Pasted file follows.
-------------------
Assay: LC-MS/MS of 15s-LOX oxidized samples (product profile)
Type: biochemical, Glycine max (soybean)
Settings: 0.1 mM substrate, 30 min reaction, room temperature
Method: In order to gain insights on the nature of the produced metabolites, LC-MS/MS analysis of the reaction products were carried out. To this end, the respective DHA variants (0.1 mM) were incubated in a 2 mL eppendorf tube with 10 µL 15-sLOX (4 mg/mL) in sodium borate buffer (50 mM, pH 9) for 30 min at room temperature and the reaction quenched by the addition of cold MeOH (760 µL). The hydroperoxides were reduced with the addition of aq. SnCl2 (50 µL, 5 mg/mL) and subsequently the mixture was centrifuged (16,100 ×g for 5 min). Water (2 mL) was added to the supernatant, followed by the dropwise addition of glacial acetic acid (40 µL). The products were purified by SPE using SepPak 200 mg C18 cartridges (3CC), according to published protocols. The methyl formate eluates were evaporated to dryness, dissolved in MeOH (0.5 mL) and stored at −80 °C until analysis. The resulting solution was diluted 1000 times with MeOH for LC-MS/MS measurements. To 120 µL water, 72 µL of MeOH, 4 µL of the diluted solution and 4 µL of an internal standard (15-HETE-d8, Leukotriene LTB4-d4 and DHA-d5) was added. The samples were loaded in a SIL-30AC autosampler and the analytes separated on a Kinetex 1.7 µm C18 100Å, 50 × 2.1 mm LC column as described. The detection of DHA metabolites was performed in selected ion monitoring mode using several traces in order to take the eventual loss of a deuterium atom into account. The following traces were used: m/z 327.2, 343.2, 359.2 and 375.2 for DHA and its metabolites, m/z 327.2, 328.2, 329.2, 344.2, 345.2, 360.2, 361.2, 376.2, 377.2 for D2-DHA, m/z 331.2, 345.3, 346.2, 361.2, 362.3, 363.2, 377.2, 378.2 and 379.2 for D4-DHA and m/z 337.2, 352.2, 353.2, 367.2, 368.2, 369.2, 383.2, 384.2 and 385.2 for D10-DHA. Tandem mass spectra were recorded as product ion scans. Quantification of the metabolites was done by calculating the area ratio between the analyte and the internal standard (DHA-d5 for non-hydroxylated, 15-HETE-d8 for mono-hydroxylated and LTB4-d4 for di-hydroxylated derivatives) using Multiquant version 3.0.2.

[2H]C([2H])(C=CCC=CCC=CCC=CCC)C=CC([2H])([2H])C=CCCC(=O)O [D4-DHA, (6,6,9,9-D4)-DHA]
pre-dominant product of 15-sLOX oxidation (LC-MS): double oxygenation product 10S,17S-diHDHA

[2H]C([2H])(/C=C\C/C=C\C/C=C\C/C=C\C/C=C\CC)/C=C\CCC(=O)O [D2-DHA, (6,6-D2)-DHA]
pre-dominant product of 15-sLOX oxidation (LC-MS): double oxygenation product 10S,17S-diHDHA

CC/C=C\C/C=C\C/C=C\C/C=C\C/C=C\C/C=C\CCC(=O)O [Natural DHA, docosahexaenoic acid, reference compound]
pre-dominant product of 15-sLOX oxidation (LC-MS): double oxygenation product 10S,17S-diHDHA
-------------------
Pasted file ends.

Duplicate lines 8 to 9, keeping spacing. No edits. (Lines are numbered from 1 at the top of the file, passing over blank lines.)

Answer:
pre-dominant product of 15-sLOX oxidation (LC-MS): double oxygenation product 10S,17S-diHDHA

CC/C=C\C/C=C\C/C=C\C/C=C\C/C=C\C/C=C\CCC(=O)O [Natural DHA, docosahexaenoic acid, reference compound]